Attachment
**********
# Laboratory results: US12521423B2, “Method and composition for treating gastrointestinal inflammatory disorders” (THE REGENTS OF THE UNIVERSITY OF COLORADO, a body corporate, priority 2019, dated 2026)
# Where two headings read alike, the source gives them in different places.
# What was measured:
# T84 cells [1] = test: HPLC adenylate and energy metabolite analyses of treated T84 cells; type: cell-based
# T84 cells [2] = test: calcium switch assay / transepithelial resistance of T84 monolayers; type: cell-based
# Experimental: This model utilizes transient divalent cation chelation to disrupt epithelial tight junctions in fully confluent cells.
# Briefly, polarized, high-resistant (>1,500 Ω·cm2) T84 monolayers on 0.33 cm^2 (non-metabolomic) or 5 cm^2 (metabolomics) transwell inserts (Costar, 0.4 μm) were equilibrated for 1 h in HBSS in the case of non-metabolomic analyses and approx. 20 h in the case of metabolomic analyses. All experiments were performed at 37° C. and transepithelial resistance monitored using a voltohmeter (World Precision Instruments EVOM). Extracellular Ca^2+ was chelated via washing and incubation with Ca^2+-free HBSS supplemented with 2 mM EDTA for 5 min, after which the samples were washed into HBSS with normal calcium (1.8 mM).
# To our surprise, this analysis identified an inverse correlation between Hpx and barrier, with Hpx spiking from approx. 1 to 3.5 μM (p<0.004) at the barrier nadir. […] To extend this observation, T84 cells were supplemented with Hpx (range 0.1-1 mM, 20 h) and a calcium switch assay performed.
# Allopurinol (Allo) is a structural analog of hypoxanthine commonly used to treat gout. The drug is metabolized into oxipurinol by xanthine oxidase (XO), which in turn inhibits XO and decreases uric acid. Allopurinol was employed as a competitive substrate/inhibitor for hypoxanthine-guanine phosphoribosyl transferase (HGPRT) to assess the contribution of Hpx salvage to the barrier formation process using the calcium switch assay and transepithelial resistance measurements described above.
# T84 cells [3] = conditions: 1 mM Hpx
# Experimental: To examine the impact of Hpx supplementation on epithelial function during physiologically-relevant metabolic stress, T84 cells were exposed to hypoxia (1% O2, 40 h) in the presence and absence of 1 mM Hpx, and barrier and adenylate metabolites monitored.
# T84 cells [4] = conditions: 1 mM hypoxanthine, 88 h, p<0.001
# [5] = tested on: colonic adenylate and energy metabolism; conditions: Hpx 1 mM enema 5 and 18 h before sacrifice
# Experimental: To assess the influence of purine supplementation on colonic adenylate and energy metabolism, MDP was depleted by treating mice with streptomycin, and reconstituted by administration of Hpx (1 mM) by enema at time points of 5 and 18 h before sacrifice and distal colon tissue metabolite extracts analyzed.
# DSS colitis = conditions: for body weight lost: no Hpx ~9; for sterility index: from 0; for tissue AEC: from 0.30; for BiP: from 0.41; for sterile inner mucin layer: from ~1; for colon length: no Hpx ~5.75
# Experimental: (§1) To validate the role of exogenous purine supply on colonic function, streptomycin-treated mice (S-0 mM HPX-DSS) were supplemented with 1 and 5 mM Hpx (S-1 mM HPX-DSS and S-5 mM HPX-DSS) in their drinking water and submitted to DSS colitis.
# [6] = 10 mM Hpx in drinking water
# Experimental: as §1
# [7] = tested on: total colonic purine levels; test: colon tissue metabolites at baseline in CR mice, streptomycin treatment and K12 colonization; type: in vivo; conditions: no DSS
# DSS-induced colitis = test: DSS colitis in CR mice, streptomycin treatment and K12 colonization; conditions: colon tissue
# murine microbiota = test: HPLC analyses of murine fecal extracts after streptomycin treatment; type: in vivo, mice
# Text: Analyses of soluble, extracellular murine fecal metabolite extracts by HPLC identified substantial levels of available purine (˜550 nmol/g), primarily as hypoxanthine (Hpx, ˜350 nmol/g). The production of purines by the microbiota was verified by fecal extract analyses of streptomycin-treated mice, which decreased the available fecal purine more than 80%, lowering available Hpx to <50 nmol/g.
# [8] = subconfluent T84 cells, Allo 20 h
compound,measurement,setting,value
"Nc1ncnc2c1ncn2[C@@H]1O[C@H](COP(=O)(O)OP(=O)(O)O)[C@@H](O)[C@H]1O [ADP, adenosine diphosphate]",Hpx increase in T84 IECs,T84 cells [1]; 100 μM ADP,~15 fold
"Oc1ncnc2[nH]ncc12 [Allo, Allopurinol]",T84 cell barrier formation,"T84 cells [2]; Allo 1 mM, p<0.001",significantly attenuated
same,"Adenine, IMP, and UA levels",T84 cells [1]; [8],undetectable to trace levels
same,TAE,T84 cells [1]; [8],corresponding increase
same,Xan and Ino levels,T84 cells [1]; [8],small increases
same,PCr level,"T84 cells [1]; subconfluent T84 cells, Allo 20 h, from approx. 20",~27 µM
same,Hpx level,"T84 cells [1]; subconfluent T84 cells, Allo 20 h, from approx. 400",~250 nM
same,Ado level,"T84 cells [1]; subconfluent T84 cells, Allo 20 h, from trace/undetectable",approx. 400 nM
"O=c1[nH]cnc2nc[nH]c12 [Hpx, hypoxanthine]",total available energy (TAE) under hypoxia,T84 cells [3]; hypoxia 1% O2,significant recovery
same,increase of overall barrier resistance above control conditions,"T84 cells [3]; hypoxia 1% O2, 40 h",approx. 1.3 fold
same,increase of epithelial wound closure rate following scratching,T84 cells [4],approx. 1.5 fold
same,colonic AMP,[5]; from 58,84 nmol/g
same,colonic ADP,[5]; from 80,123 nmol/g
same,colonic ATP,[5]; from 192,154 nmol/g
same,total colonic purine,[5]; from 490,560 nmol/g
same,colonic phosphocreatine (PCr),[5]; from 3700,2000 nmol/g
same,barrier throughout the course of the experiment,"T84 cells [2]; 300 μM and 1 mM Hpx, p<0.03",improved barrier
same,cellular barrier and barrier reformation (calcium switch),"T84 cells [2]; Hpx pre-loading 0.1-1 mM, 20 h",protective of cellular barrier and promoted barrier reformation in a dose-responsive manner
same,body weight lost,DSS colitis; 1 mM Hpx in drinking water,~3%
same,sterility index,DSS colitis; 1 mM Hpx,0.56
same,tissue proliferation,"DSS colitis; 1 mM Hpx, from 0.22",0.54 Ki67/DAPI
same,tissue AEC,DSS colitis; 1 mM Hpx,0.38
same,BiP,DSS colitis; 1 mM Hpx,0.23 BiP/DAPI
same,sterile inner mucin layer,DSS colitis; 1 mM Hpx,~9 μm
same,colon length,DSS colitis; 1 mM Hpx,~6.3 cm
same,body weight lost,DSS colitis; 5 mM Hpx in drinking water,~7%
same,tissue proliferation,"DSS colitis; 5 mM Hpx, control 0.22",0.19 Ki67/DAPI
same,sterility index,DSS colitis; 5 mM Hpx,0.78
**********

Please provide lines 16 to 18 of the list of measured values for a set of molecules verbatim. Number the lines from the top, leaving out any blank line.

# Experimental: (§1) To validate the role of exogenous purine supply on colonic function, streptomycin-treated mice (S-0 mM HPX-DSS) were supplemented with 1 and 5 mM Hpx (S-1 mM HPX-DSS and S-5 mM HPX-DSS) in their drinking water and submitted to DSS colitis.
# [6] = 10 mM Hpx in drinking water
# Experimental: as §1